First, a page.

# Roulette Systems

Simulators for the most popular systems

Here's a list of the **most popular betting systems used in roulette**.

I've included short and simple *explanations* for how each of them work, along with *simulators* to show the kind of results you can expect when using these systems in real life.

- Martingale System
- Fibonacci System
- d'Alembert System
- Cancellation System
- Paroli System
- Oscar's System

### 1. Martingale System

- Also known as: Double-Up Progression
- Type: Negative Progression

Double your bet every time you lose. If you win, go back to your initial betting unit.

### 2. Fibonacci System

- Type: Negative Progression

Increase the size of your bet according to the fibonacci sequence when you lose. If you win, go back two steps in the sequence:

1, 1, 2, 3, 5, 8, 13, 21, 34, 55, 89, ...

### 3. d'Alembert System

- Also known as: Pyramid System, Seesaw System , Montant et démontant (Upwards and downwards)
- Type: Negative Progression

Increase and decrease the size of your bet by one unit when you lose and win.

### 4. Cancellation System

- Also known as: Labouchère System, Split-Martingale
- Type: Negative Progression

Generate a sequence of numbers that sums to a target amount you want to win (your choice). Bet an amount that is equal to the first and last numbers in the sequence. If you win, cross those numbers off the sequence. If you lose, append the size of the losing bet to the end of the sequence. You will win your target amount if you complete the sequence.

### 5. Paroli System

- Type: Positive Progression

Let your bet and profits ride when you win, but stop when you hit your progression limit. When you hit your predetermined limit, return back to your initial bet size.

### 6. Oscar's System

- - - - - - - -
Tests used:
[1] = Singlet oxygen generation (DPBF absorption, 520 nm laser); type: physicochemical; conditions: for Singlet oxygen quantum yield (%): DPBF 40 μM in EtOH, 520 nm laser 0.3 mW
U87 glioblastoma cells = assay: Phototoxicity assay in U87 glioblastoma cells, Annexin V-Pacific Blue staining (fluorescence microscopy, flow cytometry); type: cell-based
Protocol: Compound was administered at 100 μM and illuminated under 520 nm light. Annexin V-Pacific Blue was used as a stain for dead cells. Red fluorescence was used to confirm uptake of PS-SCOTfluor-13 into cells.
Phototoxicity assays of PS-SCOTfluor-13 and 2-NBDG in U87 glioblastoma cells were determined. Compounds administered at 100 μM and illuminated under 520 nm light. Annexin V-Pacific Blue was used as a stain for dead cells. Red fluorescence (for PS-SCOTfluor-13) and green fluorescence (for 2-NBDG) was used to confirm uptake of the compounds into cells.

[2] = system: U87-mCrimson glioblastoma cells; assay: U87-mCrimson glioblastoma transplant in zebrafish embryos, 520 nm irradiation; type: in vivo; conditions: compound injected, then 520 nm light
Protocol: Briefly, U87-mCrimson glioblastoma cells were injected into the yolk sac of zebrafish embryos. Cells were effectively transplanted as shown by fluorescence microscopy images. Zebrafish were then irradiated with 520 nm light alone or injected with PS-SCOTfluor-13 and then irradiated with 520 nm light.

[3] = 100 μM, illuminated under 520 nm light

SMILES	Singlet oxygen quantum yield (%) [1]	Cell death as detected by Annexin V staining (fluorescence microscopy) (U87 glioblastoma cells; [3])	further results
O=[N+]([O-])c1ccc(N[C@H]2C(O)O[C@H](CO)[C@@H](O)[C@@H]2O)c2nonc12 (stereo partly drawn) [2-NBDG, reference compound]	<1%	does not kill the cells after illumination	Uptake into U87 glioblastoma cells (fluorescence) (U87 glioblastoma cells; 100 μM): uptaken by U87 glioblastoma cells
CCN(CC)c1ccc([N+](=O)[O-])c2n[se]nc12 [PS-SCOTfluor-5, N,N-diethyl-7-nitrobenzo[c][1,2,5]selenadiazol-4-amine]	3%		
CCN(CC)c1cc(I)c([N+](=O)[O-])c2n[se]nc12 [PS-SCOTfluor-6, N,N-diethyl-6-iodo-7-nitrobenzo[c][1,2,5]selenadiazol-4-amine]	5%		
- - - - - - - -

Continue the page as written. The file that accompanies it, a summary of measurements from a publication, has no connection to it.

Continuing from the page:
- Also known as: Oscar's Grind
- Type: Positive Progression

If you lose on your first spin, **increase your bet by one unit every time you win** until you make it to a one unit profit. If your next bet will take you above this amount, adjust your bet downwards so that you will only win one unit in total. The goal is to only win one unit, so the system restarts when you have made a one unit profit.

### 7. Dejan's System

- Type: Positive Progression

Select 12 numbers on the wheel and assign them the bet ratio of [1, 1, 1, 1, 2, 2, 2, 2, 4, 4, 8, 8]. If you win on the first 8 selected numbers, you keep the current bet ratio the same. If you win on the last 4 selected numbers, you double the bet ratio. If you lose, you revert back to the starting bet ratio. You keep playing this system until you hit your target or choose to stop.

## What are systems?

The aim of using a system is to try and secure a win from every session you play.

The majority of systems are designed in order to try and beat roulette, and they often involve increasing the size of your bet when you lose so that you can recoup any losses and (hopefully) guarantee yourself a win.

A roulette system typically involves betting on red/black (or any even-money wager on the roulette table) and adjusting the size of your bet when you win/lose.

## What types of systems are there?

There are two types of betting systems:

**Negative Progression.**With these systems you**increase**your bet when you**lose**.**Positive Progression.**With these systems you**increase**your bet when you**win**.

### Negative progression

These systems are based around the idea of **recouping losses so that you can return to making a profit**. This is the most dangerous type of system, because although they appear to work most of the time, they occasionally result in catastrophic losses that wipe out your bankroll. These are the most common type of betting system and arise from the belief that you can beat the roulette wheel.

A negative progression system tends to display a steady upward trend, with the occasional catastrophic losses wiping out all winnings.

### Positive progression

These systems are based around **maximizing your wins when you hit winning streaks**. These are far less pernicious than negative progression systems, because they're not (usually) founded on the idea that the roulette table can be beaten. Instead, they embrace the fact that the odds are against you and simply amplify your wins when you get lucky.

A positive progression system tends to display a steady downward trend, with the occasional upswing from winning streaks.

Note: If you're going to use a betting system, I would recommend using a positive progression system. Negative progression systems are alluring, but they can lead you in to very dark holes.